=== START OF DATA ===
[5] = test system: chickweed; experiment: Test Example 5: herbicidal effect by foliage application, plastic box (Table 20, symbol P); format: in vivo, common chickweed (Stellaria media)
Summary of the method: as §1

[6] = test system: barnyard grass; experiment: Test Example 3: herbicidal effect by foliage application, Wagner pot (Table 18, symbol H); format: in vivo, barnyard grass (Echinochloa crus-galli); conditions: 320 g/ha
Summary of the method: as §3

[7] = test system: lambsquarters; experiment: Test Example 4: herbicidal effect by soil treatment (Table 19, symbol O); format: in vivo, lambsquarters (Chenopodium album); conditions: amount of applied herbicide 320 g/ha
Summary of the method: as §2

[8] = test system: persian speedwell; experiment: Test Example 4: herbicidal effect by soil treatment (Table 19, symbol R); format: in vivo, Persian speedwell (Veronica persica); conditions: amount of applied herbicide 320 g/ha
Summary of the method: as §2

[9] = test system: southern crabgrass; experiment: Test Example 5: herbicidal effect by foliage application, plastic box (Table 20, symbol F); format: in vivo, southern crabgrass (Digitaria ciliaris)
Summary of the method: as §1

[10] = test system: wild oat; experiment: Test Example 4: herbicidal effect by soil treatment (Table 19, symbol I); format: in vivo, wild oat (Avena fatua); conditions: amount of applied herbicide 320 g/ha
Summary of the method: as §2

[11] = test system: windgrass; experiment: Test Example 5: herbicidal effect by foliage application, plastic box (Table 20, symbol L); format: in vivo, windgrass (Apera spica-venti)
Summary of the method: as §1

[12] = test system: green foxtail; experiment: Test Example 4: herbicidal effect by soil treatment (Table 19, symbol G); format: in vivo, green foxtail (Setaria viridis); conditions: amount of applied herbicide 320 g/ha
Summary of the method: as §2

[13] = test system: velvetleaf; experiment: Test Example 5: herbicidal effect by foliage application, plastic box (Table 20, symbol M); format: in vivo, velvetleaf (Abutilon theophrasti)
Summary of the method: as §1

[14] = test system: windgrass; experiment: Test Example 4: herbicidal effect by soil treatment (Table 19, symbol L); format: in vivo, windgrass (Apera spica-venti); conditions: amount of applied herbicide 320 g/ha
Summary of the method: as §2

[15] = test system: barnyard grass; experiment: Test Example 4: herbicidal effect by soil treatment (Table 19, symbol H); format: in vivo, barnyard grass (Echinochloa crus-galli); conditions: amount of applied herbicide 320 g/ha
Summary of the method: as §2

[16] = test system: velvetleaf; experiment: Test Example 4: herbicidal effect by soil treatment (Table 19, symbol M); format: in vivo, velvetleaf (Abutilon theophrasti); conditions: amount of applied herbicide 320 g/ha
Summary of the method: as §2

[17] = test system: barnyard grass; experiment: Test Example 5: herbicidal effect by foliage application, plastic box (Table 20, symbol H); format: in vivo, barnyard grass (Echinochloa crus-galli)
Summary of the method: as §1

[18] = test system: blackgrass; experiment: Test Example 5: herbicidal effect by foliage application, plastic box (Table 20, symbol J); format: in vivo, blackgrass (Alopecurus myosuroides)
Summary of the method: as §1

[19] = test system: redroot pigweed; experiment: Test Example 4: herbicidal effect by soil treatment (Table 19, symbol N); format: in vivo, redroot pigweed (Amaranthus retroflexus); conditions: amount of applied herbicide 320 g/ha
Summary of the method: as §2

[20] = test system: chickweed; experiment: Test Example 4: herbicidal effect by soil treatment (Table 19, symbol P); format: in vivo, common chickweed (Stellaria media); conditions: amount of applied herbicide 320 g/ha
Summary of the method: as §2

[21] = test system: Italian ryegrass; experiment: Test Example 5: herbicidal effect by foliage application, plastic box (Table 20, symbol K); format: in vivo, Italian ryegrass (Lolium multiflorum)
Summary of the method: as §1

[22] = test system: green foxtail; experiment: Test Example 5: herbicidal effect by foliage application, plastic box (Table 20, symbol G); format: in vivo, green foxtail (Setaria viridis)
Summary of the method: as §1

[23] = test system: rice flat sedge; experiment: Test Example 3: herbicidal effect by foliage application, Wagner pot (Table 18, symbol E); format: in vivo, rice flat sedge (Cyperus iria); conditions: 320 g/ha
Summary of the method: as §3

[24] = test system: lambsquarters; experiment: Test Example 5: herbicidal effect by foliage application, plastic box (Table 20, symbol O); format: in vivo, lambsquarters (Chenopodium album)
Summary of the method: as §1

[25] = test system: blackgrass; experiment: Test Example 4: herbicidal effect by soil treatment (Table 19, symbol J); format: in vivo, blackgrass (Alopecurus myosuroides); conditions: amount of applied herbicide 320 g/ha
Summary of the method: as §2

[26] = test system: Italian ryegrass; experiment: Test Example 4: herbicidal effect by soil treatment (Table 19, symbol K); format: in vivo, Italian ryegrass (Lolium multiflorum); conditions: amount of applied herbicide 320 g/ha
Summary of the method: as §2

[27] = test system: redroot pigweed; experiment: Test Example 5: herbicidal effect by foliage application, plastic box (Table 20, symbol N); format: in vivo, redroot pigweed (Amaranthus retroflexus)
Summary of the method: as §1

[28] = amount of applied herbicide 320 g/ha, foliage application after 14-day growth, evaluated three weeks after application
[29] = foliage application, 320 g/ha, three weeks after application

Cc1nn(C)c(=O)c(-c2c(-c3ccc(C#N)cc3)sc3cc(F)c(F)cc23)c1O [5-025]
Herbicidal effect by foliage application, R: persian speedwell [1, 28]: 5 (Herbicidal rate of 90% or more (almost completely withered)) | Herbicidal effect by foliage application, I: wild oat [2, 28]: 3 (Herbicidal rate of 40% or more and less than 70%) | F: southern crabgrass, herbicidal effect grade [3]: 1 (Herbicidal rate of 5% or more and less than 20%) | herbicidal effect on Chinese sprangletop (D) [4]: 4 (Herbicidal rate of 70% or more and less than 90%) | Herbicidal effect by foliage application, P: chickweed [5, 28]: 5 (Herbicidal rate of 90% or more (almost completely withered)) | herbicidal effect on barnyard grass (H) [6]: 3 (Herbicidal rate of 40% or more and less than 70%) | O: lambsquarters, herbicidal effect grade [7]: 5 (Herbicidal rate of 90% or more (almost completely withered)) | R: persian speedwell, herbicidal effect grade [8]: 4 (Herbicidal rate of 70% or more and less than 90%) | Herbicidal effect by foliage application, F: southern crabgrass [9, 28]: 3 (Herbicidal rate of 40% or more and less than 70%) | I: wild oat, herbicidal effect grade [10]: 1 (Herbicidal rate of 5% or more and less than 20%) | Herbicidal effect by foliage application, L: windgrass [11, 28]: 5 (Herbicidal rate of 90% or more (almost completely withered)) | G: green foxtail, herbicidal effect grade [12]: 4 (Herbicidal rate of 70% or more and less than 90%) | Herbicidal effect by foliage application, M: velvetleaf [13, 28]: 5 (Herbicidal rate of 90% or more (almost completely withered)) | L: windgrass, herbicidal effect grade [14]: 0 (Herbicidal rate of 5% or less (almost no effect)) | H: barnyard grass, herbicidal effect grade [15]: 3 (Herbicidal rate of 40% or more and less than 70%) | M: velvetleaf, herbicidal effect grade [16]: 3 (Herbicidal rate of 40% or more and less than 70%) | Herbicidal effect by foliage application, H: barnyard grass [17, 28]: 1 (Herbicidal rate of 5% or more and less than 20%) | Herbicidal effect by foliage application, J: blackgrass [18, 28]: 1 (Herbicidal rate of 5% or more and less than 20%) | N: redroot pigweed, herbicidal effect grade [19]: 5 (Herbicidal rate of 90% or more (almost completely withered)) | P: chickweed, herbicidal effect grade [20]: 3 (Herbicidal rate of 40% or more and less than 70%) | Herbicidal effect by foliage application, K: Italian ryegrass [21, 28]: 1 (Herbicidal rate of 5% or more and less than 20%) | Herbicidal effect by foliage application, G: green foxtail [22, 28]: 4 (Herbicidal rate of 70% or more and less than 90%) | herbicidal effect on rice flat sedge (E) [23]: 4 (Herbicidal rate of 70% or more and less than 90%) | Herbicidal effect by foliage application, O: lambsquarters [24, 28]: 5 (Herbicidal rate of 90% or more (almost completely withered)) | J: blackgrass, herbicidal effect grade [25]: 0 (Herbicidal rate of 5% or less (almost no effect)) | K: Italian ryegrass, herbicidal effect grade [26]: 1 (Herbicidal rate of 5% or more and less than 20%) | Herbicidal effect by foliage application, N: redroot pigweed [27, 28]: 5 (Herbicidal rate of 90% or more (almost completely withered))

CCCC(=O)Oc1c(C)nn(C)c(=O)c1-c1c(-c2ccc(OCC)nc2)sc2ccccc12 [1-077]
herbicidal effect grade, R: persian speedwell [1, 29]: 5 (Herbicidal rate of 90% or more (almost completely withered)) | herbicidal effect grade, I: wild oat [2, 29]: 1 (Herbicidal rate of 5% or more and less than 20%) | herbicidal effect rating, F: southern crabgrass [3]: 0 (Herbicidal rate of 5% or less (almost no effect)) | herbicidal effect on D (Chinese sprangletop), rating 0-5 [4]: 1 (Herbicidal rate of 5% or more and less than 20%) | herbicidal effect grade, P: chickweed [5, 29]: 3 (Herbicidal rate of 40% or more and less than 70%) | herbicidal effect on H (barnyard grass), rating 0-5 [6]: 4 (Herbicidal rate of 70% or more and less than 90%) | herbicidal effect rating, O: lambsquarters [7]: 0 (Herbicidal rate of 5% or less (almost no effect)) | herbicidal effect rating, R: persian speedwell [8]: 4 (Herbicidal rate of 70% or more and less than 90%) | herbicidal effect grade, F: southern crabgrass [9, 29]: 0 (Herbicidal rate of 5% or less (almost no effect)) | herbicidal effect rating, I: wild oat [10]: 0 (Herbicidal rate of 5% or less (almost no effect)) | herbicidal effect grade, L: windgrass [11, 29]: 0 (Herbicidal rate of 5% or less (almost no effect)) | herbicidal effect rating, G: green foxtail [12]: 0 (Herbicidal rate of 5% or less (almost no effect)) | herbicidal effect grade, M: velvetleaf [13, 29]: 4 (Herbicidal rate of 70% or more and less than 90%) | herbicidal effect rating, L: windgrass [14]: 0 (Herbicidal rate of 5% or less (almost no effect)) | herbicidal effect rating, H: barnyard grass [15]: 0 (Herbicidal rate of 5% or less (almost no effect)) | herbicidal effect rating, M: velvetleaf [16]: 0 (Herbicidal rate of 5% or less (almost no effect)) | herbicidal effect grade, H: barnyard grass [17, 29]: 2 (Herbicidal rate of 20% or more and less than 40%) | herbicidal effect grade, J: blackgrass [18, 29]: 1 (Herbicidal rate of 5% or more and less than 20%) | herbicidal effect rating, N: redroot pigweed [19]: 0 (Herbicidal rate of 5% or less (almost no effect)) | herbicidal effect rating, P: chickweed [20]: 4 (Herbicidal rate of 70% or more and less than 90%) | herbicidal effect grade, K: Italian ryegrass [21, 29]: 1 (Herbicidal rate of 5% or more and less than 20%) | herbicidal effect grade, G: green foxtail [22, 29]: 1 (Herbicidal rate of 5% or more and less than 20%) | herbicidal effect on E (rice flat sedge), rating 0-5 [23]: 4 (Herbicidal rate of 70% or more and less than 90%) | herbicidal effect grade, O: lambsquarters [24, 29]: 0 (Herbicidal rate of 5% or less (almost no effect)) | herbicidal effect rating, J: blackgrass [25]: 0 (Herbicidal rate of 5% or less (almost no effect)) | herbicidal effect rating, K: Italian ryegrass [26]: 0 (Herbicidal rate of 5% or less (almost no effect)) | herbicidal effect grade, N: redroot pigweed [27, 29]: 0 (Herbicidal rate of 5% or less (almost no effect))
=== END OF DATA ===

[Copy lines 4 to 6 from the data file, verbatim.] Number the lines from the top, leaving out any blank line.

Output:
Summary of the method: as §3

[7] = test system: lambsquarters; experiment: Test Example 4: herbicidal effect by soil treatment (Table 19, symbol O); format: in vivo, lambsquarters (Chenopodium album); conditions: amount of applied herbicide 320 g/ha
Summary of the method: as §2